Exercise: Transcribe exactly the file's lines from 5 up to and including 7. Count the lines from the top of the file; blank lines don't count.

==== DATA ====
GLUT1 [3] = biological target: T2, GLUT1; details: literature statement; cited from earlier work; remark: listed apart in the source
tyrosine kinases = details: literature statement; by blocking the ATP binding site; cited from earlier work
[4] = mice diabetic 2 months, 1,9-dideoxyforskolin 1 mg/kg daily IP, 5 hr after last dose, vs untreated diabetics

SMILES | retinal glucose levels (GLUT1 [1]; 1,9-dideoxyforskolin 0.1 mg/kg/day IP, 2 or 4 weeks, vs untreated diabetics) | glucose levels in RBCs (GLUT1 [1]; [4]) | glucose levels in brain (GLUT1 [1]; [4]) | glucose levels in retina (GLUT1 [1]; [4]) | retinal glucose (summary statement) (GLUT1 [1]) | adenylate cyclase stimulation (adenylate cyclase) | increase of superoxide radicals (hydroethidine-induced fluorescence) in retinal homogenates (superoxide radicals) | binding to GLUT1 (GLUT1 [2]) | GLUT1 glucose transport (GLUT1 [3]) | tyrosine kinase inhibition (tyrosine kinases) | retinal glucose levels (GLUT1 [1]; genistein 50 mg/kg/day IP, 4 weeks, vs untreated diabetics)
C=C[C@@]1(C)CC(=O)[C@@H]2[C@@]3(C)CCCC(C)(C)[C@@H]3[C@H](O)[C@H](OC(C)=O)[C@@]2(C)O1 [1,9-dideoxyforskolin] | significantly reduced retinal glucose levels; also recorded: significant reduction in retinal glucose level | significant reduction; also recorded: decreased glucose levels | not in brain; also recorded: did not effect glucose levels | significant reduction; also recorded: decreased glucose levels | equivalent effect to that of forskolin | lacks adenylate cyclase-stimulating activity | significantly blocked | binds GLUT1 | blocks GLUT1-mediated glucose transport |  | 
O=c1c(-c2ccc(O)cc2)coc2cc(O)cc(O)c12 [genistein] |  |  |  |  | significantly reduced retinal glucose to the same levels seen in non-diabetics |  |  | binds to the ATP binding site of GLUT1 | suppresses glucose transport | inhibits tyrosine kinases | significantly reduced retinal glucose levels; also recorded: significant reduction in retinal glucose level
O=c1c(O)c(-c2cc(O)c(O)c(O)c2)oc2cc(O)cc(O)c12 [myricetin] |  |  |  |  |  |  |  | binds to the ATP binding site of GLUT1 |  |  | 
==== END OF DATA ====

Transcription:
C=C[C@@]1(C)CC(=O)[C@@H]2[C@@]3(C)CCCC(C)(C)[C@@H]3[C@H](O)[C@H](OC(C)=O)[C@@]2(C)O1 [1,9-dideoxyforskolin] | significantly reduced retinal glucose levels; also recorded: significant reduction in retinal glucose level | significant reduction; also recorded: decreased glucose levels | not in brain; also recorded: did not effect glucose levels | significant reduction; also recorded: decreased glucose levels | equivalent effect to that of forskolin | lacks adenylate cyclase-stimulating activity | significantly blocked | binds GLUT1 | blocks GLUT1-mediated glucose transport |  | 
O=c1c(-c2ccc(O)cc2)coc2cc(O)cc(O)c12 [genistein] |  |  |  |  | significantly reduced retinal glucose to the same levels seen in non-diabetics |  |  | binds to the ATP binding site of GLUT1 | suppresses glucose transport | inhibits tyrosine kinases | significantly reduced retinal glucose levels; also recorded: significant reduction in retinal glucose level
O=c1c(O)c(-c2cc(O)c(O)c(O)c2)oc2cc(O)cc(O)c12 [myricetin] |  |  |  |  |  |  |  | binds to the ATP binding site of GLUT1 |  |  | 